Busby served 19 years of a 20-year sentence for killing a woman in Clarke County, according to court records.

Reach Stephanie Taylor at stephanie.taylor@tuscaloosanews.com or 205-722-0210
June 22nd, 2015
Cause of death undetermined in chase - Authorities have yet to determine the cause of death of a man who wrecked his vehicle and was shot with a Taser during a police pursuit early Saturday morning.
Law enforcement officers from Jefferson County used a Taser on Zamiel Kivon Crawford after he rammed his SUV into a patrol car and struck a concrete median. He later died at DCH Regional Medical Center.
Officials said he was armed and uncooperative after the crash.
The Tuscaloosa County Metro Homicide Unit is conducting a death investigation.
Crawford, 21, led Leeds police and Jefferson County sheriff’s deputies on a pursuit that ended when he rammed a deputy's vehicle on Interstate 20/59 in Tuscaloosa County, according to a release from the Jefferson County Sheriff’s Office.
The chase began in Leeds, when officers attempted to apprehend Crawford, a suspect in several robberies who had a felony warrant for armed robbery. Speeds reached between 75 and 80 miles per hour.
Jefferson County deputies joined the pursuit, which ended when Crawford used his Chevrolet Tahoe to ram a deputy vehicle near the 96 mile marker, according to the release.
“The Tahoe careened off of the patrol unit and swerved back left and struck the concrete center median wall,” Chief Deputy Randy Christian wrote in the release. “The pursuit then slowed to 20 miles per hour. The suspect vehicle collided yet another time with the patrol unit, spun out and came to rest against a median wall.”
Officers demanded that Crawford show his hands as they approached his wrecked vehicle, he said.
“The driver’s side door had to be pried open to get the offender out. Once the driver’s side door came open, personnel observed a Glock 22, .40 caliber handgun in the offender’s lap. The offender would not cooperate, was Tased once, removed from the vehicle and the fully loaded weapon was secured.”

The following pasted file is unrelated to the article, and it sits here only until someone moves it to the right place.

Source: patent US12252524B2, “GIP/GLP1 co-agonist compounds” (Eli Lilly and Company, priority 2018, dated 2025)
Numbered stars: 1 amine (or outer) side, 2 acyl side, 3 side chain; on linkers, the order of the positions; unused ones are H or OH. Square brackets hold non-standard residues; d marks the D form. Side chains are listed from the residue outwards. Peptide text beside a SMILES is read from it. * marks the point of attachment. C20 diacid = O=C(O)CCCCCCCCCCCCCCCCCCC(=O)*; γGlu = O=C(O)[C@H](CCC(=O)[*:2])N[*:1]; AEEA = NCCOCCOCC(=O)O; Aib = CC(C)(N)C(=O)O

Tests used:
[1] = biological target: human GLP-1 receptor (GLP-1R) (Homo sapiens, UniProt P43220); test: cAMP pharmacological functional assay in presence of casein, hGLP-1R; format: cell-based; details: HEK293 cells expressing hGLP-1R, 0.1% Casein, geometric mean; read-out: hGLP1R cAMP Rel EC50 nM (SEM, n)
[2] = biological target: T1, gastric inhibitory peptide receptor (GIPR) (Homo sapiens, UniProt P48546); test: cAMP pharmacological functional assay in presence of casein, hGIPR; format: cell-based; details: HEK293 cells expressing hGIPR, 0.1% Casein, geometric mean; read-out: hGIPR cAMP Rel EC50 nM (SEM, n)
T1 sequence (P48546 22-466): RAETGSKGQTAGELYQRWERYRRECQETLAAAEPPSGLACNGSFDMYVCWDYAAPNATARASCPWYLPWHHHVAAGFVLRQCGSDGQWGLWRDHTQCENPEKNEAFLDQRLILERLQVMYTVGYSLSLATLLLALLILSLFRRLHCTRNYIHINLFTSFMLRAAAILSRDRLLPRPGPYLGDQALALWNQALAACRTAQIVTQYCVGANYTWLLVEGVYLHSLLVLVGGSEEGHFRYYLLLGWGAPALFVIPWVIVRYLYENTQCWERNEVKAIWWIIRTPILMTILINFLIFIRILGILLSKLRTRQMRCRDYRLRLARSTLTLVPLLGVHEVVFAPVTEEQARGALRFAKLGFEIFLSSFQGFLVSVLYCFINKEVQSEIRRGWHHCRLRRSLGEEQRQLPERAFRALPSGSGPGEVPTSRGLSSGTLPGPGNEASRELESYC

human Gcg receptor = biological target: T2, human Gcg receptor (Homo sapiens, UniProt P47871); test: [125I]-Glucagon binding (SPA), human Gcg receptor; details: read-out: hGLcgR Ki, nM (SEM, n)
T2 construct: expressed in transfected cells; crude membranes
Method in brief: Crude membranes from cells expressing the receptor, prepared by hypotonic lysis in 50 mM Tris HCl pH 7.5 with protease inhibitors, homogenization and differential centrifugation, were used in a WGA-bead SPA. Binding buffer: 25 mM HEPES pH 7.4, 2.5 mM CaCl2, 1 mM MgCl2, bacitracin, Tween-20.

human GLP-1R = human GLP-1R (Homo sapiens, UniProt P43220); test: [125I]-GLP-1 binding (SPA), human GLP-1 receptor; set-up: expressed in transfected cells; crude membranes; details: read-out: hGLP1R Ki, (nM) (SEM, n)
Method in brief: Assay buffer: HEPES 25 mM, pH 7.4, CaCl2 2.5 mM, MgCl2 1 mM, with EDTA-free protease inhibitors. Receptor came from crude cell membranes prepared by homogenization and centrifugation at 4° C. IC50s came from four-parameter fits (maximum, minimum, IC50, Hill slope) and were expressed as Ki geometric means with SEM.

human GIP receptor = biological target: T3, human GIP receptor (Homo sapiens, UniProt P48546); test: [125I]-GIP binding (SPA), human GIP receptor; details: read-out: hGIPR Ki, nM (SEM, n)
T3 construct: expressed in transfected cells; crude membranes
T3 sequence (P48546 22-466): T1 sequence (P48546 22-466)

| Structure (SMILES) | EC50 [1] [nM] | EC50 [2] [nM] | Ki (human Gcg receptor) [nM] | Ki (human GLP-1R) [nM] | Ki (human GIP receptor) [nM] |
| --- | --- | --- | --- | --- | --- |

Paramedics called to the scene took Crawford to DCH Regional Medical Center, where he later died. An autopsy will determine his cause of death.
June 22nd, 2015
Forest Manor residents attend "Magic Moments" prom (WITH VIDEO) - Forest Manor residents attended the "Magic Moments" prom on Friday.
Jane and Steve Richardson, ballroom dancers at Farley's Ballroom, danced for the residents of the nursing home and long-term care facility.
Since 2009, every three years the staff at Forest Manor put together a prom for the residents
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June 22nd, 2015
Jordan Spieth wins a stunner at Chambers Bay for US Open title - UNIVERSITY PLACE, Wash. | Another major for Jordan Spieth. Another stunning loss for Dustin Johnson.
Chambers Bay delivered heart-stopping drama Sunday in the U.S. Open when Spieth birdied his final hole to become only the sixth player to win the Masters and the U.S. Open in the same year. The real shock was not that he won, but how he won.
Moments earlier, Spieth could only watch as Johnson had a 12-foot eagle putt for the victory. Johnson ran the putt just over 3 feet past the cup, and his short birdie attempt to force a Monday playoff rolled past the lip.
“I'm in shock,” Spieth said, who now goes to St. Andrews next month in his pursuit of golf's holy grail — the calendar Grand Slam.
For all the criticism of Chambers Bay, this was theater at its finest.
Spieth looked like he had this wrapped up when he rolled in a 25-foot birdie putt on the 16th hole, turning toward Puget Sound before he pumped his fist. With Branden Grace hitting a tee shot onto the railroad tracks to make double bogey, Spieth had a three-shot lead.
And then it was gone.
He took double bogey on the 17th hole. Louis Oosthuizen made one last birdie — six of his last seven holes for a 67 — to post at 4-under 276. Johnson, who had a two-shot lead at the turn until missing so many putts on the back nine, was forgotten.
Spieth, a wire-to-wire winner at Augusta National, showed he can be clutch. He drilled a 3-wood off the back slope to 15 feet and two-putted for his birdie and a 69 to finish at 5-under 275. Johnson, in the final group behind him, made a 4-foot birdie on the 17th and needed a birdie to force a playoff.
He blasted his drive so far that he only had 5-iron to the par-5 18th, and that rolled up to 15 feet left of the hole. Make it and win. Two putts for a playoff.
He made par.
It was the fourth heartache for Johnson in the majors, and this was the worst.
Spieth was waiting to use the bathroom when Johnson came out. It was an awkward pat on the back. There wasn't much to say.
Jason Day, who collapsed on Friday with vertigo only to rally for a share of the 54-hole lead, fell back with missed putt and was never in the hunt on the back nine. He closed with a 74 to finish five shots behind.
June 22nd, 2015